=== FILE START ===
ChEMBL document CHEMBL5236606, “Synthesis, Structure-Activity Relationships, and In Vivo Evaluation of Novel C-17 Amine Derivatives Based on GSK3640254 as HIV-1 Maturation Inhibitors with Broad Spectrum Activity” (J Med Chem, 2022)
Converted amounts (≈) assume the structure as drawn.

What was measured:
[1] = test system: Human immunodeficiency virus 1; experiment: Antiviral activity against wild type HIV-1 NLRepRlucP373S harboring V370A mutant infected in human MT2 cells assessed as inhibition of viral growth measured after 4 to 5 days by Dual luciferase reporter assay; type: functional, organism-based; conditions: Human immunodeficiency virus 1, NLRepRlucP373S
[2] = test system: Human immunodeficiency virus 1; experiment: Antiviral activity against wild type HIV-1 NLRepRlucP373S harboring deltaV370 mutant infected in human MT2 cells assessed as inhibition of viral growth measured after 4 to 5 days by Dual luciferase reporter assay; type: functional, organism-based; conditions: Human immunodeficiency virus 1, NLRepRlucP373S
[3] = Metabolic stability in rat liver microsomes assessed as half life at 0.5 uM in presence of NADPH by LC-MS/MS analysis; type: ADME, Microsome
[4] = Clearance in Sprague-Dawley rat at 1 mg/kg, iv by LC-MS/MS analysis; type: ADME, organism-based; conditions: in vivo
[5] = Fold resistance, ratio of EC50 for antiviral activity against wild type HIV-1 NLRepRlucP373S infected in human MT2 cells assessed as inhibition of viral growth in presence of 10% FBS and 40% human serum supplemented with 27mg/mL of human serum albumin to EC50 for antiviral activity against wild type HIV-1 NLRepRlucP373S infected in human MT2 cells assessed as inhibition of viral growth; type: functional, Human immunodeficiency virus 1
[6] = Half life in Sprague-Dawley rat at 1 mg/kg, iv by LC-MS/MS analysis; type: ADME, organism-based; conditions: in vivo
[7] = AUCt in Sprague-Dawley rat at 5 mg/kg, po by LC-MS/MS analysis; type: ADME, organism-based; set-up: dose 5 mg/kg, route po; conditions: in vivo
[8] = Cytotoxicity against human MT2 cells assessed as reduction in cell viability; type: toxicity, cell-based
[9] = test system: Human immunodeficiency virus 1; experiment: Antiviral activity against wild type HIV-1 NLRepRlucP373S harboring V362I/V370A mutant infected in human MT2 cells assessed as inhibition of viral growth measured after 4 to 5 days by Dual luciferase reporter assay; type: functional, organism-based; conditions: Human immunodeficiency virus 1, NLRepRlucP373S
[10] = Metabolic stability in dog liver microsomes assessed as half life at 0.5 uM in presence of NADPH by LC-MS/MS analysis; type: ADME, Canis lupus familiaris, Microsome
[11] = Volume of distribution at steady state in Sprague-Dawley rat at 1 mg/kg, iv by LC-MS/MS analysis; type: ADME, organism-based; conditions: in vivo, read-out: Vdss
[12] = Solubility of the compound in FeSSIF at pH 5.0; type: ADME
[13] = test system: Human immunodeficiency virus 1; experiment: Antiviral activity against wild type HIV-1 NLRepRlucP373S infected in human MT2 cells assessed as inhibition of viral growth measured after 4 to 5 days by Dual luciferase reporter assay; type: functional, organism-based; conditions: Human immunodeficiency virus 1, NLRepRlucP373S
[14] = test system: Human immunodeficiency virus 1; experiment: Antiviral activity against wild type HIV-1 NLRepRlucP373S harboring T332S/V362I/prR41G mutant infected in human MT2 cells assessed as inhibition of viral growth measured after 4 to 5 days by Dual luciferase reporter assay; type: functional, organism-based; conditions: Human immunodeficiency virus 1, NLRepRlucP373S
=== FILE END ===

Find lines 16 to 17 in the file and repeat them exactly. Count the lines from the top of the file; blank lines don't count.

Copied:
[13] = test system: Human immunodeficiency virus 1; experiment: Antiviral activity against wild type HIV-1 NLRepRlucP373S infected in human MT2 cells assessed as inhibition of viral growth measured after 4 to 5 days by Dual luciferase reporter assay; type: functional, organism-based; conditions: Human immunodeficiency virus 1, NLRepRlucP373S
[14] = test system: Human immunodeficiency virus 1; experiment: Antiviral activity against wild type HIV-1 NLRepRlucP373S harboring T332S/V362I/prR41G mutant infected in human MT2 cells assessed as inhibition of viral growth measured after 4 to 5 days by Dual luciferase reporter assay; type: functional, organism-based; conditions: Human immunodeficiency virus 1, NLRepRlucP373S